By Maxouille


2018-10-11 14:18:02 8 Comments

I'm using generic methods in Java and I would like to use as argument a List of custom object.

My main class is this:

public class Main {

    public static <T> T executeGetRequest(String target, Class<T> resultClass) {

        //MY STUFF
        T result = resultClass.newInstance();
        return result;
    }

    public static void main(String[] args) {
        executeGetRequest("myList", List<myCustomObject>.class); // ERROR HERE
    }
}

I would like to use as argument a List<myCustomeObject>. When I'm using List.class, there is no error but I'm not sure that the result will be cast in a myCustomObject.

3 comments

@Federico Peralta Schaffner 2018-10-11 15:13:13

Don't use a Class<T> argument, along with reflection (i.e. Class.newInstance()). Use a Supplier<T> instead:

public static <T> T executeGetRequest(String target, Supplier<T> factory) {

    // MY STUFF

    T result = factory.get();
    return result;
}

Then, invoke it as follows:

List<myCustomObject> result = executeGetRequest("myList", () -> new ArrayList<>());

You can even use the diamond operator (<>) when creating the ArrayList, as this is infered from the left hand side by the compiler (i.e. List<myCustomObject>).

You can also use a method reference:

List<myCustomObject> result = executeGetRequest("myList", ArrayList::new);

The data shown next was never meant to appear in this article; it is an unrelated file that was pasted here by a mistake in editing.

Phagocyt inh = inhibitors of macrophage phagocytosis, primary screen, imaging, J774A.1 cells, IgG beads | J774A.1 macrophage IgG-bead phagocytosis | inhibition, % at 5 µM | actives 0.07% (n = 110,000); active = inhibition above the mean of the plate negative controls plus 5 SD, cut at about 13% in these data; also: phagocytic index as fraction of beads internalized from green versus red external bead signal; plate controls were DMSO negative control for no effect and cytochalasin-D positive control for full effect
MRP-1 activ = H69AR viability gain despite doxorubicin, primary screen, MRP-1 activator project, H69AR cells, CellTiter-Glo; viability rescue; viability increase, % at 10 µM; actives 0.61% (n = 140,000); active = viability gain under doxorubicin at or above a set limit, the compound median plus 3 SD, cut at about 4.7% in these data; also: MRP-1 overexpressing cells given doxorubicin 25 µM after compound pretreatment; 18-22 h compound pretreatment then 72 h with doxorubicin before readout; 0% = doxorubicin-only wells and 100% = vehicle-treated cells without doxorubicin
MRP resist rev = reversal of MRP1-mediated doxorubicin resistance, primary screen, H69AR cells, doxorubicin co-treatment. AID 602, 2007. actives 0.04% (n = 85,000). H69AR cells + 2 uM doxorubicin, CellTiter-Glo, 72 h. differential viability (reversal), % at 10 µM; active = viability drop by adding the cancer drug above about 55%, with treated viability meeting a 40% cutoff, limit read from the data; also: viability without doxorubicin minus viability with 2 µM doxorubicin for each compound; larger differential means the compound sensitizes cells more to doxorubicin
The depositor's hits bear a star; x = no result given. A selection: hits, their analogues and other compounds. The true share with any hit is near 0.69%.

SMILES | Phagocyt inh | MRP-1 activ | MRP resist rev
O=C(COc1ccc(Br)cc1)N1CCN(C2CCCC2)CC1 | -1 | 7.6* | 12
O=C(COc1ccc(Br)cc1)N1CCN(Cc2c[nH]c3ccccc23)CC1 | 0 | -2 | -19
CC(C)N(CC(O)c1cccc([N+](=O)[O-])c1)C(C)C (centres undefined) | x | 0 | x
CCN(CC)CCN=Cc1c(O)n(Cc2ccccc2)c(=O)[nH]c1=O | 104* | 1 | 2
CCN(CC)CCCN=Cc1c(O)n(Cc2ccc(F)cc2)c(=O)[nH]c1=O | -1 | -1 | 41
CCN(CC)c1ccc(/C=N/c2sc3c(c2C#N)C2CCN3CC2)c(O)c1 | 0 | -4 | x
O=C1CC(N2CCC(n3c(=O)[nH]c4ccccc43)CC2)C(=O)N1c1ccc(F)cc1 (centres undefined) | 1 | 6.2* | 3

@frant.hartm 2018-10-11 14:38:50

If you always return a list of items, then use List<T> as a return type:

public class Main {

    public static <T> List<T> executeGetRequest(String target, Class<T> resultClass) throws IllegalAccessException, InstantiationException {

        T item = resultClass.newInstance();
        List<T> result = new ArrayList<>();
        result.add(item);

        return result;
    }

    public static void main(String[] args) throws InstantiationException, IllegalAccessException {
        executeGetRequest("myList", Foo.class);
    }

    static class Foo {

    }

@Vadim 2018-10-11 14:51:06

Code is very broken...

  1. List<myCustomObject>.class is wrong it can be only List.class

  2. List is an Interface and call of List.class.newInstance(); will throw an exception anyway

  3. Even if you will do code like:

    List<myCustomClass> myList = new ArrayList(); Object myResult = executeGetRequest("myList", myList.getClass());

You will get back myResult as instance of ArrayList class...

You need to reconsider what do you try to achieve - get back a List of myCustomClass objects or new instance of myCustomClass

BTW: at Runtime there is a "Type erasure" and there is no way to get what object types are in the List from List implementation.

In short at Runtime it is always List<Object>

@Eugene 2018-10-11 15:35:34

is no way to get what object types are in the List from List implementation, of course there is, use TypeTokens

@Vadim 2018-10-11 19:33:37

@Eugene TypeToken from where? Google Gson? There is no such thing as TypeToken in JDK at least up to Java 1.8. I did not check higher. Still there is Type erasure: System.out.println(((Type)new ArrayList<String>().getClass().getTypeParameters()[0].getBou‌​nds()[0])); prints class java.lang.Object

@Eugene 2018-10-11 19:37:15

I was not saying in JDK, it's in guava, but of course it relies on jdk code, just that guava makes it a lot easier to use

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